Thai protesters step up action, PM forced to leave building

BANGKOK Sun Dec 1, 2013 5:54pm EST

1 of 14. An anti-government protester runs through a cloud of teargas during clashes with police near the Government House in Bangkok December 1, 2013.

Credit: Reuters/Kerek Wongsa

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BANGKOK (Reuters) - About 30,000 protesters launched a "people's coup" on Thailand's government on Sunday, swarming state agencies in violent clashes, taking control of a state broadcaster and forcing the prime minister to flee a police compound.

But after a day of skirmishes between protesters hurling stones and petrol bombs against riot police firing back with teargas, the demonstrators failed to breach heavily barricaded Government House, office of Prime Minister Yingluck Shinawatra.

"They haven't seized a single place," National Security Council Chief Paradorn Pattanathabutr told Reuters. "They go to different places and they go back out."

The protesters sowed chaos in one of Southeast Asia's biggest cities, breaching a police line, seizing seven police trucks, and forcing Yingluck to move to an undisclosed location from a building where she had planned to give media interviews.

Small fires burned from petrol bombs that landed by police trucks. Protesters pulled at barbed-wire barricades as others washed teargas from their eyes with bottled water.

It is the latest dramatic turn in a conflict pitting Bangkok's urban middle class and royalist elite against the mostly poor, rural supporters of Yingluck and her billionaire brother, Thaksin Shinawatra, a former prime minister ousted in a 2006 military coup.

The deep detonation of stun grenades, followed by the jeers of protesters, echoed across the historic government quarter, not far from the Khao San Road tourist area, after a chaotic night of gun and knife battles in east Bangkok in which three people were killed and at least 58 wounded.

Hospitals reported 46 people injured on Sunday.

Police spokesman Piya Utayo said troops would forcibly dislodge protesters who have occupied a government complex since Thursday and the Finance Ministry since Monday.

The government urged people in Bangkok, a metropolis of 10 million, to stay indoors from 10 p.m. to 5 a.m.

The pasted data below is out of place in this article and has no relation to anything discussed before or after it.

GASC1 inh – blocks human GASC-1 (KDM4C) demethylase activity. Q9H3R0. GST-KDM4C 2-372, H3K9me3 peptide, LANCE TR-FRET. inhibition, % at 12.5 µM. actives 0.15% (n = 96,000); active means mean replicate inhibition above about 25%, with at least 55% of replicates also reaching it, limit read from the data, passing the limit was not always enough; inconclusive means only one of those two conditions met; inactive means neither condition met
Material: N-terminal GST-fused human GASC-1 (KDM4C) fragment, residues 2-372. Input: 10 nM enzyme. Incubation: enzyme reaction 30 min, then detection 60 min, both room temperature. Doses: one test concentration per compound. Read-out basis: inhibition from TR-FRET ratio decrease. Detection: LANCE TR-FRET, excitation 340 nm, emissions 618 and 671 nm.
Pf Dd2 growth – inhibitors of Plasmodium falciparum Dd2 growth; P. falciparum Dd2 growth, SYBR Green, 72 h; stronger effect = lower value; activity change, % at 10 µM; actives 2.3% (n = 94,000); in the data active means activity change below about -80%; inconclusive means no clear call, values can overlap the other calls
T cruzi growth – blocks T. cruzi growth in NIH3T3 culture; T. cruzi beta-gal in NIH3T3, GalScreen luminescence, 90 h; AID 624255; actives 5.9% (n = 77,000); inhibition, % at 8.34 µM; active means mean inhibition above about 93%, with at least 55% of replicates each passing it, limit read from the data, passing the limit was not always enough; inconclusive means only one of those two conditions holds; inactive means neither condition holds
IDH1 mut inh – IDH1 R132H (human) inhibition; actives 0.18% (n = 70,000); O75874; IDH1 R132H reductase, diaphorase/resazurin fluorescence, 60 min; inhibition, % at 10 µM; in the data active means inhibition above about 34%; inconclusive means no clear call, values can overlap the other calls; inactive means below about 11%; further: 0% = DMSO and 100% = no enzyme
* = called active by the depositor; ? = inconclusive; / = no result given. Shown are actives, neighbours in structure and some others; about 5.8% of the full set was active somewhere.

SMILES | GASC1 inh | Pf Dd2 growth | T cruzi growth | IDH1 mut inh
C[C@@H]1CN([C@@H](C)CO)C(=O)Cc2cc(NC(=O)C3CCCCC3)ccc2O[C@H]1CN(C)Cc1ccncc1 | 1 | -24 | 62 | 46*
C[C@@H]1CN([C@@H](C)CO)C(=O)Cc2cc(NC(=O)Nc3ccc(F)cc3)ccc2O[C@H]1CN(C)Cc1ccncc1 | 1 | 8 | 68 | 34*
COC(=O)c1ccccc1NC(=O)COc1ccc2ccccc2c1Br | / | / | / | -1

"We ask people to not leave their homes for their safety so they will not become a victim of provocateurs," Deputy Prime Minister Pracha Promnok said in a televised address.

Earlier, Reuters journalists waiting to interview Yingluck in the police Narcotics Suppression Bureau were told by an aide she had left after protesters made it inside the outer compound of the Police Sports Club, where the bureau is located.

"Because of safety reasons we cannot disclose her location," Noppadom Pattama, Thaksin's lawyer, later told Reuters. Thaksin had urged the government to show restraint, he added. "The government must be the bigger person in this scenario."

Protesters massed in front of a police barricade outside Wat Benjamabhopit, also known as the Marble Temple. Police fired teargas as some tried to heave aside concrete barriers.

"I just want the people named Shinawatra to get on a plane and go somewhere - and please, don't come back," said Chatuporn Tirawongkusol, 33, whose family runs a Bangkok restaurant.


Outside the Metropolitan Police Bureau, about 3,000 protesters rallied, accusing riot-clad police of being manipulated by Thaksin, a former policeman who rose to become a telecommunications magnate before entering politics and winning back-to-back elections in 2001 and 2005.

The area around Government House was a scene of nearly non-stop skirmishes, as police fired teargas into a stone-throwing crowd chanting "Slaves! Slaves!" A Reuters photographer saw protesters hurl at least a dozen petrol bombs into police positions from Rajamangala University of Technology Phra Nakhorn across a canal from Government House.

There was a mixture of anger and anxiety among protesters occupying the university. Some wheeled garbage bins full of stones to hurl at police, while others worried about a late-night operation to clear the campus by force.

"It's not safe here," said Sumittra, 40, a government official who didn't want her full name used. "We don't know when they will attack us."

Protest leader Suthep Thaugsuban urged government workers to go on strike on Monday and called on television stations to stop broadcasting state news.

"We invite all Thais to join us and defend democracy," he said in a speech televised live on all almost every station, including state-owned Thai PBS which agreed to broadcast the speech after protesters surged into its compound.